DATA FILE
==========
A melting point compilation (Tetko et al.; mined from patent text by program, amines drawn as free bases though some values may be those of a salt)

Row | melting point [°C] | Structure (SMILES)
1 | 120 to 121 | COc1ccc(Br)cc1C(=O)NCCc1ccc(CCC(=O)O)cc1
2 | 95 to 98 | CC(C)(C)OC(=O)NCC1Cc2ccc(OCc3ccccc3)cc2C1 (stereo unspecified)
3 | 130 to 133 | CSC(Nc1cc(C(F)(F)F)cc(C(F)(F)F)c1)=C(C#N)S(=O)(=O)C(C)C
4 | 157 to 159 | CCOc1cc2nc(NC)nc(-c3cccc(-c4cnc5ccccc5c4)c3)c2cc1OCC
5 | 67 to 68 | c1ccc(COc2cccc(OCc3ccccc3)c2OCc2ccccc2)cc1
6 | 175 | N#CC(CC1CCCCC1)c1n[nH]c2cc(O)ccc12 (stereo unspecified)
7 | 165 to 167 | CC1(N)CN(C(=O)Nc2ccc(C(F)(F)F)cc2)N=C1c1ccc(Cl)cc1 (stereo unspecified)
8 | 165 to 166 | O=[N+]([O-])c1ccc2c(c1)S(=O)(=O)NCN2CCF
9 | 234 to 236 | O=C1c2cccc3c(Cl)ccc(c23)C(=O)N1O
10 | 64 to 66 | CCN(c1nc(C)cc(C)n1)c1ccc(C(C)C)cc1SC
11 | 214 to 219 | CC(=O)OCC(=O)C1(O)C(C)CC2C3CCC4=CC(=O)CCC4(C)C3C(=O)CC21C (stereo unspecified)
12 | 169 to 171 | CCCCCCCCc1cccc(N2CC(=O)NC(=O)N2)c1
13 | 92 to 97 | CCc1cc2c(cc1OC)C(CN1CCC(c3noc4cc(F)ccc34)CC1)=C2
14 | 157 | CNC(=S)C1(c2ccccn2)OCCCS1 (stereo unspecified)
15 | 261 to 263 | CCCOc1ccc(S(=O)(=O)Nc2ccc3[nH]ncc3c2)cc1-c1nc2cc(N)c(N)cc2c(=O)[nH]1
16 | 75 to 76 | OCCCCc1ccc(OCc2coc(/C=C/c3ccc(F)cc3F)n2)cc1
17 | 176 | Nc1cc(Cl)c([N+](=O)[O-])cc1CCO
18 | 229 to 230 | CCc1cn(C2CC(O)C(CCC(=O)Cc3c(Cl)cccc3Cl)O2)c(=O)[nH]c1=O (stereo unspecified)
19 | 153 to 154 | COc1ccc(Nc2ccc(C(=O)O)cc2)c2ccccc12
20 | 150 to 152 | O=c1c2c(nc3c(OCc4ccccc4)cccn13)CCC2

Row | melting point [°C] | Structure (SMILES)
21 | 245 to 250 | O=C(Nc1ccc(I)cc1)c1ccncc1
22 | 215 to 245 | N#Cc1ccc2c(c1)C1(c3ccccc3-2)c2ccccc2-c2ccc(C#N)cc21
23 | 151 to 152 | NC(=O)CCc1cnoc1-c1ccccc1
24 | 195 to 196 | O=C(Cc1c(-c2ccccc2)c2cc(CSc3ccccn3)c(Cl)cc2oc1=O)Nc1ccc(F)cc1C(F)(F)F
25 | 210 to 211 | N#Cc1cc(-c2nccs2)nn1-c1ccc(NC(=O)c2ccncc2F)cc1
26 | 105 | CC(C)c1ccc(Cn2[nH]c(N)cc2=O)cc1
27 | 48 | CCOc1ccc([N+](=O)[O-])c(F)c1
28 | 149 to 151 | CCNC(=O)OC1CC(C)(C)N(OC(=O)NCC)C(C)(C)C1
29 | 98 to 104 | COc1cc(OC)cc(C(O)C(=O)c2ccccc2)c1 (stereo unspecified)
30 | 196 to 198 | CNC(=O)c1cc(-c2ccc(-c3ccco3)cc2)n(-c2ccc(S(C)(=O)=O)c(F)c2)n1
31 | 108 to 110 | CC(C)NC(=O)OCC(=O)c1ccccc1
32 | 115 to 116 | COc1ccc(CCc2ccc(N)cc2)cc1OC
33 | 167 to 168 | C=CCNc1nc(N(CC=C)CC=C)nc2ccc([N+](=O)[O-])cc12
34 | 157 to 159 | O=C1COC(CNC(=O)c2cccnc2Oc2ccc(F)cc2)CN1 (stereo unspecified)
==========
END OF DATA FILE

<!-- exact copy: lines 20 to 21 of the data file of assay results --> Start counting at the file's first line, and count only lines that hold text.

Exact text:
18 | 229 to 230 | CCc1cn(C2CC(O)C(CCC(=O)Cc3c(Cl)cccc3Cl)O2)c(=O)[nH]c1=O (stereo unspecified)
19 | 153 to 154 | COc1ccc(Nc2ccc(C(=O)O)cc2)c2ccccc12